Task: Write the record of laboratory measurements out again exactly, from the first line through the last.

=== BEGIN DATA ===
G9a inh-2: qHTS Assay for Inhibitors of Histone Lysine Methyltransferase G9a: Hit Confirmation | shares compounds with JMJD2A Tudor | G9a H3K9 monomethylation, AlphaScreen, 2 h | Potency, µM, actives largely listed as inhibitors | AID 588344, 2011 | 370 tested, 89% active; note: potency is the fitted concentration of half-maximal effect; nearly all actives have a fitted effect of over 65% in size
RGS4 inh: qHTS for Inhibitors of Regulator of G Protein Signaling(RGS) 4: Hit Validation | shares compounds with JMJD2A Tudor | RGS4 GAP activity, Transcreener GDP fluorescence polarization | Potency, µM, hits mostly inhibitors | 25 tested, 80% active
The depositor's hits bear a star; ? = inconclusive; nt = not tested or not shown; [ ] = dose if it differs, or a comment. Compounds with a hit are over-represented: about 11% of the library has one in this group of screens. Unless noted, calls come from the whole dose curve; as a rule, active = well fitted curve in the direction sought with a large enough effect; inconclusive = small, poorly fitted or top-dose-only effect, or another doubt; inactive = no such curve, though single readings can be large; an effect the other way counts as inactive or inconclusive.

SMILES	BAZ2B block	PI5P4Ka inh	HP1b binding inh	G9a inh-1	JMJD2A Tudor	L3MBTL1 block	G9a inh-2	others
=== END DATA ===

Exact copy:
G9a inh-2: qHTS Assay for Inhibitors of Histone Lysine Methyltransferase G9a: Hit Confirmation | shares compounds with JMJD2A Tudor | G9a H3K9 monomethylation, AlphaScreen, 2 h | Potency, µM, actives largely listed as inhibitors | AID 588344, 2011 | 370 tested, 89% active; note: potency is the fitted concentration of half-maximal effect; nearly all actives have a fitted effect of over 65% in size
RGS4 inh: qHTS for Inhibitors of Regulator of G Protein Signaling(RGS) 4: Hit Validation | shares compounds with JMJD2A Tudor | RGS4 GAP activity, Transcreener GDP fluorescence polarization | Potency, µM, hits mostly inhibitors | 25 tested, 80% active
The depositor's hits bear a star; ? = inconclusive; nt = not tested or not shown; [ ] = dose if it differs, or a comment. Compounds with a hit are over-represented: about 11% of the library has one in this group of screens. Unless noted, calls come from the whole dose curve; as a rule, active = well fitted curve in the direction sought with a large enough effect; inconclusive = small, poorly fitted or top-dose-only effect, or another doubt; inactive = no such curve, though single readings can be large; an effect the other way counts as inactive or inconclusive.

SMILES	BAZ2B block	PI5P4Ka inh	HP1b binding inh	G9a inh-1	JMJD2A Tudor	L3MBTL1 block	G9a inh-2	others